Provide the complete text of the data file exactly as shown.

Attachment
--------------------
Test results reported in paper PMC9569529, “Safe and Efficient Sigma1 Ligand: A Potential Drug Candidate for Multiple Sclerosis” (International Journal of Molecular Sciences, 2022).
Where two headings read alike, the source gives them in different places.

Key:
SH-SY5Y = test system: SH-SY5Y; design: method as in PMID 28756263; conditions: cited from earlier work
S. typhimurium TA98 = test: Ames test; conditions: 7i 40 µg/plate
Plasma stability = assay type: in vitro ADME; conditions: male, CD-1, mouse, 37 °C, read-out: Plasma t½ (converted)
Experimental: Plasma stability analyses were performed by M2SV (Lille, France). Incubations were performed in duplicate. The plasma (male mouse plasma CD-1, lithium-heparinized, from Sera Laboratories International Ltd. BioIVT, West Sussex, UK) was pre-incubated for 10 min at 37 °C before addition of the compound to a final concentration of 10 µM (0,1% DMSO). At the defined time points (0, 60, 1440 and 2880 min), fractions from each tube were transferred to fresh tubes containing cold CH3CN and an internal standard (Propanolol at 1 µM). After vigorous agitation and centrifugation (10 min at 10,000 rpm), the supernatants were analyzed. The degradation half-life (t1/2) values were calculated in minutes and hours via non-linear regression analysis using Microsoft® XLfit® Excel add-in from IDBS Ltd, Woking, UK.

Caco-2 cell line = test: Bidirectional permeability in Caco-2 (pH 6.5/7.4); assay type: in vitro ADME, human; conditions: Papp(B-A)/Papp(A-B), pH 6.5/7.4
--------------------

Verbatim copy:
Test results reported in paper PMC9569529, “Safe and Efficient Sigma1 Ligand: A Potential Drug Candidate for Multiple Sclerosis” (International Journal of Molecular Sciences, 2022).
Where two headings read alike, the source gives them in different places.

Key:
SH-SY5Y = test system: SH-SY5Y; design: method as in PMID 28756263; conditions: cited from earlier work
S. typhimurium TA98 = test: Ames test; conditions: 7i 40 µg/plate
Plasma stability = assay type: in vitro ADME; conditions: male, CD-1, mouse, 37 °C, read-out: Plasma t½ (converted)
Experimental: Plasma stability analyses were performed by M2SV (Lille, France). Incubations were performed in duplicate. The plasma (male mouse plasma CD-1, lithium-heparinized, from Sera Laboratories International Ltd. BioIVT, West Sussex, UK) was pre-incubated for 10 min at 37 °C before addition of the compound to a final concentration of 10 µM (0,1% DMSO). At the defined time points (0, 60, 1440 and 2880 min), fractions from each tube were transferred to fresh tubes containing cold CH3CN and an internal standard (Propanolol at 1 µM). After vigorous agitation and centrifugation (10 min at 10,000 rpm), the supernatants were analyzed. The degradation half-life (t1/2) values were calculated in minutes and hours via non-linear regression analysis using Microsoft® XLfit® Excel add-in from IDBS Ltd, Woking, UK.

Caco-2 cell line = test: Bidirectional permeability in Caco-2 (pH 6.5/7.4); assay type: in vitro ADME, human; conditions: Papp(B-A)/Papp(A-B), pH 6.5/7.4